[JDEV] Why XML? Because.

Dan DeMaggio dmag at umich.edu
Wed Jan 13 21:25:53 CST 1999

Sedat Kapanoglu wrote:
> As I know in ICQ v2 protocol an online alert (packet sent from server to
> client) is a UDP packet only 10 bytes long (with the advantage of using UINs

A UDP packet with NO DATA is at least 24 bytes, and may be more if IP
options are used (5 words for IP, 2 for UDP). Therefore, a UDP packet with
only 10 bytes of data would have at least 150% overhead.  It would be even
more if you include the PPP or ethernet headers. Given this, there is no
sense in bending over backwards to keep the packet short.

> Think you have a list of four thousand people in your roster then
> measure it :)

Say an XML message is 50 bytes, round up to 100 with TCP/IP header. Thats
120 updates per second on a 28.8 modem with 4x compression (XML compresses
easily). 4000 XML updates would take 33 seconds. If you assume that ICQ
gets only 2x compression, 4000 updates would take 22 seconds. Again, not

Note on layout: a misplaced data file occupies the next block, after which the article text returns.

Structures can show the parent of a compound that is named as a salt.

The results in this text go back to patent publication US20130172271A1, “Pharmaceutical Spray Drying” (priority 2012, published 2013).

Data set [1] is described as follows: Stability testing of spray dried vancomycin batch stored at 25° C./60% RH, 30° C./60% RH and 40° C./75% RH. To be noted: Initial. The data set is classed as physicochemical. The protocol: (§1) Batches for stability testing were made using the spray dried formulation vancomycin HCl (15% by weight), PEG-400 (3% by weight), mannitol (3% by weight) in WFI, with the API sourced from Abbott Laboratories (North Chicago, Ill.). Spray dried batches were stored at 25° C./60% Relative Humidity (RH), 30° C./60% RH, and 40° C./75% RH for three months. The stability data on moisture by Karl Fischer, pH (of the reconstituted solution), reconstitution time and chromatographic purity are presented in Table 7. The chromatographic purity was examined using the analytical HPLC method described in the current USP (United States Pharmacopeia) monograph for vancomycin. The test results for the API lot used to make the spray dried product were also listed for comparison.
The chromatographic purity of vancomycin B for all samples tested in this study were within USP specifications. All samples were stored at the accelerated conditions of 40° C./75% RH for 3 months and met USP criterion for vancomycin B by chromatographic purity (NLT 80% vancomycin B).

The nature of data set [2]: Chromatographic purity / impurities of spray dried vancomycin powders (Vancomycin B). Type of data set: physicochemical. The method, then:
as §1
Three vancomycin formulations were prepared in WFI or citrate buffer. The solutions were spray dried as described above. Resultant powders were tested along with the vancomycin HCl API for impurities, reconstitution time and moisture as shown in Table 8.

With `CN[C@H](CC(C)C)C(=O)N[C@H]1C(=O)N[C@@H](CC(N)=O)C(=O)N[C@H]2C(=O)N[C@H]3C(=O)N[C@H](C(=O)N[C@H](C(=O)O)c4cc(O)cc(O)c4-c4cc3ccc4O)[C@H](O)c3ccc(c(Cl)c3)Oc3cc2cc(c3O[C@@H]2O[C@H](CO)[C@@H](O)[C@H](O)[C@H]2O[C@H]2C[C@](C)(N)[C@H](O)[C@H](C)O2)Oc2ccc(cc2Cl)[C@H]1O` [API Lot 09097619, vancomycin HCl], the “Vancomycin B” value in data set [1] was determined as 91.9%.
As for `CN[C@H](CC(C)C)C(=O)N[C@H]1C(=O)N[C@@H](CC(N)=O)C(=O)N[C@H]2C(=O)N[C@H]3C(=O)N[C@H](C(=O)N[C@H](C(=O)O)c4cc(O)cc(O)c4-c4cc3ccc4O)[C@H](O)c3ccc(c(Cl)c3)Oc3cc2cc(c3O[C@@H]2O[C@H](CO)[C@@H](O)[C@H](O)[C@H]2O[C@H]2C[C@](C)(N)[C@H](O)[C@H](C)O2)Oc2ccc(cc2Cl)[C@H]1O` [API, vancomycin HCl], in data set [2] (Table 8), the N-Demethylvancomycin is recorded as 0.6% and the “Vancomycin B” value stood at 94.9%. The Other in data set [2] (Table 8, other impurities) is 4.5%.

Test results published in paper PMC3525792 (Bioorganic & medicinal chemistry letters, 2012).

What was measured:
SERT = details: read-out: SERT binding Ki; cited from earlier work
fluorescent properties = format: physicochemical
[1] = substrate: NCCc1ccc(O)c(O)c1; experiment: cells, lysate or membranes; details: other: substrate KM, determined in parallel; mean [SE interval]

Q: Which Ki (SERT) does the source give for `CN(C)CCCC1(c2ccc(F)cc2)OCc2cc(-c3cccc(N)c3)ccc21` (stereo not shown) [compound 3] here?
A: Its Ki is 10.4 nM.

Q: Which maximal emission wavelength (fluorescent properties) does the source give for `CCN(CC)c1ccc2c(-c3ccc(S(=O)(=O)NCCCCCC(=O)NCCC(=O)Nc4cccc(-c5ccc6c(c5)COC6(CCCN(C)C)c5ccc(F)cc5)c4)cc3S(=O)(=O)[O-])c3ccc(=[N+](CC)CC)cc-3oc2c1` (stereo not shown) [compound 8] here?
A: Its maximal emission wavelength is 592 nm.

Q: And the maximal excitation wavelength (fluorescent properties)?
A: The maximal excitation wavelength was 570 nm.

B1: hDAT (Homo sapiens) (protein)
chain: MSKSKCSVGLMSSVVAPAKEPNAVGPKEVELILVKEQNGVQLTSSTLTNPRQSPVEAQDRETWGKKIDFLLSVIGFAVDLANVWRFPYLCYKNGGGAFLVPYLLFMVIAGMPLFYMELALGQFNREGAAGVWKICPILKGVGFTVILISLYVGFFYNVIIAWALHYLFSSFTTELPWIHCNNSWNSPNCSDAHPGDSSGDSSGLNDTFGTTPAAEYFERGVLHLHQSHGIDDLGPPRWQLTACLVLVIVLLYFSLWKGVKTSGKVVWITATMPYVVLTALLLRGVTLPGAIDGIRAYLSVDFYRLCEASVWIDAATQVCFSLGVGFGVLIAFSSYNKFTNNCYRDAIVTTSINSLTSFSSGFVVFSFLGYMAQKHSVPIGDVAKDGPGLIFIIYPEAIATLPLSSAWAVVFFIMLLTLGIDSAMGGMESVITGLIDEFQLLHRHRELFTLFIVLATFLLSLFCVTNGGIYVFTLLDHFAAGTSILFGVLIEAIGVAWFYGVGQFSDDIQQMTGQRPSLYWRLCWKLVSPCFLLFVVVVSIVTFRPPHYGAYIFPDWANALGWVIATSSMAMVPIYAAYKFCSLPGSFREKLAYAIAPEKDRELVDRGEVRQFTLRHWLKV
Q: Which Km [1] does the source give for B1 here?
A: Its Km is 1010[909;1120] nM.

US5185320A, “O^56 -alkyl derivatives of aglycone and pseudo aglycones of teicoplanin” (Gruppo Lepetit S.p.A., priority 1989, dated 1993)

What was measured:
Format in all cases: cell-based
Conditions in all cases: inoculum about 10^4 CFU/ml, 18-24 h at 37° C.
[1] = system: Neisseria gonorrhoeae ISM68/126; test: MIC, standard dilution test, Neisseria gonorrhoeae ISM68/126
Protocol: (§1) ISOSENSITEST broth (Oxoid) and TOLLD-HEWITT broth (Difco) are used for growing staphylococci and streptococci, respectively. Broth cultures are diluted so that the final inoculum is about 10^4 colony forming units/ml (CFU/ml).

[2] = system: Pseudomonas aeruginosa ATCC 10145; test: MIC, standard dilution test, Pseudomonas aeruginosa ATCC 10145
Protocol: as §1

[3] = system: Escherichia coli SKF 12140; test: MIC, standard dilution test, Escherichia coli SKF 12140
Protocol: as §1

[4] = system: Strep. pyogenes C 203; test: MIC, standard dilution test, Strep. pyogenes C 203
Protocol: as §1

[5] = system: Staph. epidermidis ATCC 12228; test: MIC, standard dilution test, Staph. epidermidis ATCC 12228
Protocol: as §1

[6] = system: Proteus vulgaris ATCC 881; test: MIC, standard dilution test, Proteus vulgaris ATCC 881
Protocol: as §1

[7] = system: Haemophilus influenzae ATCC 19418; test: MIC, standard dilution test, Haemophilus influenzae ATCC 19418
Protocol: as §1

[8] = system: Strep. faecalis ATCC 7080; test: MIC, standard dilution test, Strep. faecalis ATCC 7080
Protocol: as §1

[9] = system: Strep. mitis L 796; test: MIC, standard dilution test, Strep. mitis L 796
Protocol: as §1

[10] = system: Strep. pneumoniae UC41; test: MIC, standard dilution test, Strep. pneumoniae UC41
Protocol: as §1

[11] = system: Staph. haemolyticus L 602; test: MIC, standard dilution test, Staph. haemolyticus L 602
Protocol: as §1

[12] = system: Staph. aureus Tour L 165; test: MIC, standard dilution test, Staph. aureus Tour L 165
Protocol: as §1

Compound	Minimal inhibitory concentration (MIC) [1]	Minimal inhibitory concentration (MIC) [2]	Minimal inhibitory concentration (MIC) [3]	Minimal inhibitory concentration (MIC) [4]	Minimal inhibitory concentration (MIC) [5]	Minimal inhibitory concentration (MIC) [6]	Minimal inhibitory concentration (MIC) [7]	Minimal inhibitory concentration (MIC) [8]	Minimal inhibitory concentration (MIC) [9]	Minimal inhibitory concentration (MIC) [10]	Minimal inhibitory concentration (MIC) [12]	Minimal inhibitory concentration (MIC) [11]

worth bending over backwards for.

> What if I'm coding in Delphi? :) (I'm currently coding in Delphi in fact
> ehhee). And are the standard libs suitable for network-kind of parsing?

As mentioned, there are many XML parsers already written.

> >Binary??? Ouch. Directly use structs?? Ouch.
> That worked for ICQ, why won't it work for us? :)

Because ICQ isn't relying on people tinkering with the protocol for it's
development to go forward. Binary protocols force you to program at a much
lower level.

> >What if you change your C/C++ code? Break the protocol???
> No. Allow the protocol itself to tolerate the changes. That's not that much
> hard.

It's far easier to make changes in a textual protocol than a binary
protocol. That's why HTTP, SMTP, POP, etc have all become popular 
protocols. They are easy to develop and extend. With all of these
protocols, you can telnet in and play with the server. With a binary
protocol, I have to write a custom client before I can get to square one,
and I never know if a bug is in the client or the server without a sniffer
and lots of analysis.


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